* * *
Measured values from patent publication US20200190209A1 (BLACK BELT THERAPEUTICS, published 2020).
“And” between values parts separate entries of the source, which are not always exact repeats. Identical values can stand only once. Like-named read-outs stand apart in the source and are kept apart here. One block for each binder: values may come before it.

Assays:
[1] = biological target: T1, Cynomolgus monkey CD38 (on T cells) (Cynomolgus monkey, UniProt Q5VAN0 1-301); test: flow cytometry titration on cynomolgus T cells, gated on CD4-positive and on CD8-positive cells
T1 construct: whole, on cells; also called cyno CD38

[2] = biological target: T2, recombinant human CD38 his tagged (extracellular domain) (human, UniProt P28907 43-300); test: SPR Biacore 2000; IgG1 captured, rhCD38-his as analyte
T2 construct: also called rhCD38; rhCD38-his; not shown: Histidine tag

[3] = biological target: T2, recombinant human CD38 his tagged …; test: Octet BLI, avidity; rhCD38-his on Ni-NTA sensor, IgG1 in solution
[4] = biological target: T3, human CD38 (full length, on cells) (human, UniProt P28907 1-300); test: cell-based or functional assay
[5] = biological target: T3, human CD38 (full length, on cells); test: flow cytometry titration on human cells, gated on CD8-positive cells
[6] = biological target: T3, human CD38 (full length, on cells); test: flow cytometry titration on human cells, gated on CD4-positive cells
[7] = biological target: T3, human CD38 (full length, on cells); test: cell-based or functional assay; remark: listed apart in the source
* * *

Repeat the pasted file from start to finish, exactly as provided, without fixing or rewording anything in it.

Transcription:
Measured values from patent publication US20200190209A1 (BLACK BELT THERAPEUTICS, published 2020).
“And” between values parts separate entries of the source, which are not always exact repeats. Identical values can stand only once. Like-named read-outs stand apart in the source and are kept apart here. One block for each binder: values may come before it.

Assays:
[1] = biological target: T1, Cynomolgus monkey CD38 (on T cells) (Cynomolgus monkey, UniProt Q5VAN0 1-301); test: flow cytometry titration on cynomolgus T cells, gated on CD4-positive and on CD8-positive cells
T1 construct: whole, on cells; also called cyno CD38

[2] = biological target: T2, recombinant human CD38 his tagged (extracellular domain) (human, UniProt P28907 43-300); test: SPR Biacore 2000; IgG1 captured, rhCD38-his as analyte
T2 construct: also called rhCD38; rhCD38-his; not shown: Histidine tag

[3] = biological target: T2, recombinant human CD38 his tagged …; test: Octet BLI, avidity; rhCD38-his on Ni-NTA sensor, IgG1 in solution
[4] = biological target: T3, human CD38 (full length, on cells) (human, UniProt P28907 1-300); test: cell-based or functional assay
[5] = biological target: T3, human CD38 (full length, on cells); test: flow cytometry titration on human cells, gated on CD8-positive cells
[6] = biological target: T3, human CD38 (full length, on cells); test: flow cytometry titration on human cells, gated on CD4-positive cells
[7] = biological target: T3, human CD38 (full length, on cells); test: cell-based or functional assay; remark: listed apart in the source